Division at G20 over bid to condemn Russia’s Ukraine invasion

  • Most G20 members could strongly condemn the Ukraine war
  • Zelenskiy urges G20 to help end war under his plan
  • Indonesia urges action on global economic problems
  • China’s Xi to hold meetings with several other leaders

NUSA DUA, Indonesia, Nov 15 (Reuters) – Disagreement emerged at a Group of 20 (G20) summit on Tuesday as the United States and its allies backed a resolution condemning Russia’s invasion of Ukraine, which Russia’s foreign minister dismissed as unwarranted politicisation.

The summit on the Indonesian island of Bali is the first G20 leaders’ meeting since Russia sent its troops into Ukraine in February.

The war, which Russia has described as a “special military operation”, has overshadowed the meeting despite calls from host Indonesia for unity and a focus on action to resolve global economic problems like inflation, and food and energy security.

“Most members strongly condemned the war in Ukraine and stressed that it is causing immense human suffering and exacerbating existing fragilities in the global economy,” a 16-page draft declaration said, according to a copy seen by Reuters.

“There were other views and different assessments of the situation and sanctions,” said the draft, which diplomats said had yet to be adopted by the leaders.

Russian Foreign Minister Sergei Lavrov, who is heading his country’s delegation in the absence of President Vladimir Putin, denounced the attempt to condemn Russia as politicization by Western countries that had tried unsuccessfully to include it in the declaration.

Lavrov said Russia had put forward an alternative view and the draft would be completed on Wednesday.

A US official said earlier the United States expected the G20 to condemn Russia’s war in Ukraine and its impact on the global economy.

German Chancellor Olaf Scholz said there were encouraging signs of a consensus that Russia’s war against Ukraine was not acceptable.

G20 ministers’ gatherings in the past have failed to produce joint declarations due to disagreement between Russia and other members on language, including on how to describe the war in Ukraine.

Earlier, Ukrainian President Volodymyr Zelenskiy told the summit in a virtual address that now was the time to stop Russia’s war in his country under a plan he has proposed “justly and on the basis of the UN Charter and international law”.

He called for restoring “radiation safety” with regard to the Zaporizhzhia nuclear power plant, introducing price restrictions on Russian energy resources, and expanding a grain export initiative.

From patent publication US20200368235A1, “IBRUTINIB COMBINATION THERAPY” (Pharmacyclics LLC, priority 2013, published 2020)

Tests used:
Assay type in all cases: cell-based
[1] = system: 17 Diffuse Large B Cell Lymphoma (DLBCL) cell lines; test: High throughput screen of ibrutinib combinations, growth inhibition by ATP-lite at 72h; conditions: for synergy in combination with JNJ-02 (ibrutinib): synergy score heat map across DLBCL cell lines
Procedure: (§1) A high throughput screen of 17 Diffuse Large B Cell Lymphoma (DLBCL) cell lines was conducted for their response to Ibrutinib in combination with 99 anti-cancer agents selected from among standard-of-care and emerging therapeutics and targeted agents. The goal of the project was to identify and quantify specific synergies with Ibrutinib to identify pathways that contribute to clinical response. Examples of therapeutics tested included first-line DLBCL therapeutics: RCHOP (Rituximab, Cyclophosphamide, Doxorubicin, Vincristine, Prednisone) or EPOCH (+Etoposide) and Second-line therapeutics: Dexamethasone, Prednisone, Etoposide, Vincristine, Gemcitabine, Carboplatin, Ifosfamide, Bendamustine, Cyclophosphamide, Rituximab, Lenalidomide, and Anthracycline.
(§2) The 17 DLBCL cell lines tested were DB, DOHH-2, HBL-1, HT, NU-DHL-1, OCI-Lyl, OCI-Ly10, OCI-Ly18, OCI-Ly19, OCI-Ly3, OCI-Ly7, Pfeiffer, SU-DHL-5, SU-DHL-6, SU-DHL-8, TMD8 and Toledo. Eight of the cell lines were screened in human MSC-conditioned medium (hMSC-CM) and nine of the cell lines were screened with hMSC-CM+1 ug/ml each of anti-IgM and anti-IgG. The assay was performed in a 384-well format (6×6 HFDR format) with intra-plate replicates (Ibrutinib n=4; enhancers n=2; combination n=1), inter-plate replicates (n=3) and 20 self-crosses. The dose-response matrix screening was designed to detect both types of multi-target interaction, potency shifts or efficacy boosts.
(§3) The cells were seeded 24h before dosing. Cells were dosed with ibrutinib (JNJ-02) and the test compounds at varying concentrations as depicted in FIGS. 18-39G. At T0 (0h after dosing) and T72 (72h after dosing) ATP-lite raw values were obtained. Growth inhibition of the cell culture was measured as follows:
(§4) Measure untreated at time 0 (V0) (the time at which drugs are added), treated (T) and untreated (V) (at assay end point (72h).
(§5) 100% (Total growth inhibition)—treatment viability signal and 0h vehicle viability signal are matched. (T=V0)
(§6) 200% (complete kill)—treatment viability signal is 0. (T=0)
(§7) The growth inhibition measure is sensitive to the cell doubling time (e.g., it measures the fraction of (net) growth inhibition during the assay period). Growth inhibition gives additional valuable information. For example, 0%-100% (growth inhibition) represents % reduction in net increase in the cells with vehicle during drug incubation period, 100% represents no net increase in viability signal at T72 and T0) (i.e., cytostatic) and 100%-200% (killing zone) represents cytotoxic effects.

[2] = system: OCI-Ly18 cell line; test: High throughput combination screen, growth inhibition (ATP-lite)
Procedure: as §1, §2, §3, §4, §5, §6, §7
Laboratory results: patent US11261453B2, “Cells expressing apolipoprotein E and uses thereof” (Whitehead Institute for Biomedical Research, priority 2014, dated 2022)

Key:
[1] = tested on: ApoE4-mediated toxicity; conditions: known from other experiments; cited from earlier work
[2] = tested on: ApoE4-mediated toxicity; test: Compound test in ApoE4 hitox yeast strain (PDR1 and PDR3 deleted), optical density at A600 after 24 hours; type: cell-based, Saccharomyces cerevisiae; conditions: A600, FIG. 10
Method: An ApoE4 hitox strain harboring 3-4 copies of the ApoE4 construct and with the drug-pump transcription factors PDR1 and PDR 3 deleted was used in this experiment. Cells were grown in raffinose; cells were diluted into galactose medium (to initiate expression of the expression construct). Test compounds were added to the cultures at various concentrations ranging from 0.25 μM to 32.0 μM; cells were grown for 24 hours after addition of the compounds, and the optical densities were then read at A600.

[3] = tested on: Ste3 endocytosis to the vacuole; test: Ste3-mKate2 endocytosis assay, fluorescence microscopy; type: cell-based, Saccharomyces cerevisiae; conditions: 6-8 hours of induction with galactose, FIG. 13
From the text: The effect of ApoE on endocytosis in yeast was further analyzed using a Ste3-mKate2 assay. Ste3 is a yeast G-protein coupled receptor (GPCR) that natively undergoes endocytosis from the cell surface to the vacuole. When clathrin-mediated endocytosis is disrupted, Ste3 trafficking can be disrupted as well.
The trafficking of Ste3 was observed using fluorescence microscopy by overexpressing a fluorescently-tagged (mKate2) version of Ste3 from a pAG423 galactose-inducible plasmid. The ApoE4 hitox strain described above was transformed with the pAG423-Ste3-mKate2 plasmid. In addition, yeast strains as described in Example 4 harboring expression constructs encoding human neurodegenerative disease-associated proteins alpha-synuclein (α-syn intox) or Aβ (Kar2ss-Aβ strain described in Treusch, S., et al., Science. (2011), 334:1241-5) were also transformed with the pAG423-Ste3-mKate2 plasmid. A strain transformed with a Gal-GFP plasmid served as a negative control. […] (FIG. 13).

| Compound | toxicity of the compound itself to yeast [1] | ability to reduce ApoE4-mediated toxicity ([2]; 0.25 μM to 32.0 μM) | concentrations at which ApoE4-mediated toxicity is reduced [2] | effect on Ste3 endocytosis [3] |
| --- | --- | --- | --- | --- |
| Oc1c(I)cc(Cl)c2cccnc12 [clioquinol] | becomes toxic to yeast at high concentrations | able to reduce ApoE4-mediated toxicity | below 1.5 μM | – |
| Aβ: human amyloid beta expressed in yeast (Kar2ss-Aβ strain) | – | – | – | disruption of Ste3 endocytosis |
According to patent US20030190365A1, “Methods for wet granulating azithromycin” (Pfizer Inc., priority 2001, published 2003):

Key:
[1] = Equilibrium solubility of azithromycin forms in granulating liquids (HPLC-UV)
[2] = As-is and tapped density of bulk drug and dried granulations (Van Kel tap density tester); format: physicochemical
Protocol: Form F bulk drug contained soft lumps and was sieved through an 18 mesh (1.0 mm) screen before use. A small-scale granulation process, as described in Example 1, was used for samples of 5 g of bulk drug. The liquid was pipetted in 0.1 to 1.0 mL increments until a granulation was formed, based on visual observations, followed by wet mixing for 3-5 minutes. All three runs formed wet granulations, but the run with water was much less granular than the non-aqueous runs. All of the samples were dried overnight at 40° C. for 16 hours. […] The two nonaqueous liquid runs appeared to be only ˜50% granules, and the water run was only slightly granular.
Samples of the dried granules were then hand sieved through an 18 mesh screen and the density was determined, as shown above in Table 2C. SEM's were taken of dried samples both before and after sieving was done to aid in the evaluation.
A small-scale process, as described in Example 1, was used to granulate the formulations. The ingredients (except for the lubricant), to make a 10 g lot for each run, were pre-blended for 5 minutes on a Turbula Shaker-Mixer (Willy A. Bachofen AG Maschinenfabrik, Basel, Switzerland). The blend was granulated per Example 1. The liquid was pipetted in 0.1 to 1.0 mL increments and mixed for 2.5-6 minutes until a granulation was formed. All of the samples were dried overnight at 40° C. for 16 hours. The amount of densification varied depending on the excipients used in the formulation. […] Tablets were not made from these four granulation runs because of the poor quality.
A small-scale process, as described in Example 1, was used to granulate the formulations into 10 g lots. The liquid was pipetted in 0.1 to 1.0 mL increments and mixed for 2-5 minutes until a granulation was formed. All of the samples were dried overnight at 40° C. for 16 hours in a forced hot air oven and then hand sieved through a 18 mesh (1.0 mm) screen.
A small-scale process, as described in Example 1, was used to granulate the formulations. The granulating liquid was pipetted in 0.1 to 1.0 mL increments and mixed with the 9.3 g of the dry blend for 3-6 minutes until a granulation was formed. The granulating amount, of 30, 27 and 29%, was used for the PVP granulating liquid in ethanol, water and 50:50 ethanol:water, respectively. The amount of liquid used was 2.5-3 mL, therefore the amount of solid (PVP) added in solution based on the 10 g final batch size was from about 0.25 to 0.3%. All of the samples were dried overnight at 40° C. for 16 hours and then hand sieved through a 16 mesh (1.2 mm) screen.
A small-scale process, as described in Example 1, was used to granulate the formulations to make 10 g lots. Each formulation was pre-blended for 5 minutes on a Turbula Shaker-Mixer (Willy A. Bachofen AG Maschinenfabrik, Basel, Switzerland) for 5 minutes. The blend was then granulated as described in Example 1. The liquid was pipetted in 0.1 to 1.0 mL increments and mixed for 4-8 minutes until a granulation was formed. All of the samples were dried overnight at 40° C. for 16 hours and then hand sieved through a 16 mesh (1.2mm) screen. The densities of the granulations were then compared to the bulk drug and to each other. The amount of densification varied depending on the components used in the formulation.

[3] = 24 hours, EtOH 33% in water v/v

“Please choose your path for leadership – and together we will surely implement the peace formula,” he said.

Lavrov, who dismissed a news agency report on Monday that he had been taken to hospital in Bali with a heart condition, said he had listened to Zelenskiy’s address, adding that the Ukrainian leader was dragging out the conflict and not listening to Western advice.

Russia’s invasion of Ukraine triggered calls by some Western leaders for a boycott of the summit and for the withdrawal of Putin’s invitation but Indonesia refused to do so.

Russia said earlier Putin was too busy to attend the summit and Lavrov was taking his place.


The summit opened with a plea by Indonesian President Joko Widodo for unity and concrete action to mend the global economy despite deep rifts over the war.

“We have no other option, collaboration is needed to save the world,” he said. “G20 must be the catalyst for inclusive economic recovery. We should not divide the world into parts. We must not allow the world to fall into another cold war.”

The G20, which includes countries ranging from the United States, Russia and Brazil to India, Saudi Arabia and Germany, accounts for more than 80% of the world’s gross domestic product, 75% of international trade and 60% of its population.

On the eve of the summit, US President Joe Biden and Chinese leader Xi Jinping held bilateral talks meeting in which they pledged more frequent communication despite many differences.

The meeting was the first the two had in person since Biden became president and it appeared to signal an improvement in relations after a downward spiral in recent months.

Xi and Putin have grown increasingly close in recent years, and reaffirmed their partnership just days before Russia invaded Ukraine. Nevertheless China has been careful not to provide any direct material support that could trigger Western sanctions against it.

On Tuesday, Xi told French President Emmanuel Macron during a bilateral meeting that China advocated a ceasefire in Ukraine and peace talks, Chinese state media reported.

Macron said it was crucial for France and China to cooperate more closely to overcome the consequences of the war in Ukraine, his office said, adding that the two leaders had agreed it was urgent to de-escalate the Ukraine conflict and reaffirmed their position on preventing the use of nuclear weapons.

On Monday, Biden and Xi “underscored their opposition to the use or threat of use of nuclear weapons in Ukraine” during their meeting, the White House said.

Xi told Biden nuclear weapons cannot be used and nuclear wars cannot be fought, the Chinese foreign minister said in a statement.

The West has accused Russia of making irresponsible statements on the possible use of nuclear weapons since its invasion of Ukraine. Russia has in turn accused the West of “provocative” nuclear rhetoric.

Reporting by Fransiska Nangoy, Stanley Widianto, Nandita Bose, Leika Kihara, David Lawder and Simon Lewis in Nusa Dua, Andreas Rinke in Berlin, Lidia Kelly in Melbourne and Eduardo Baptista in Beijing; Writing by Ed Davies and Raju Gopalakrishnan; Editing by Robert Birsel and Tom Hogue

Our Standards: The Thomson Reuters Trust Principles.


Leave a Comment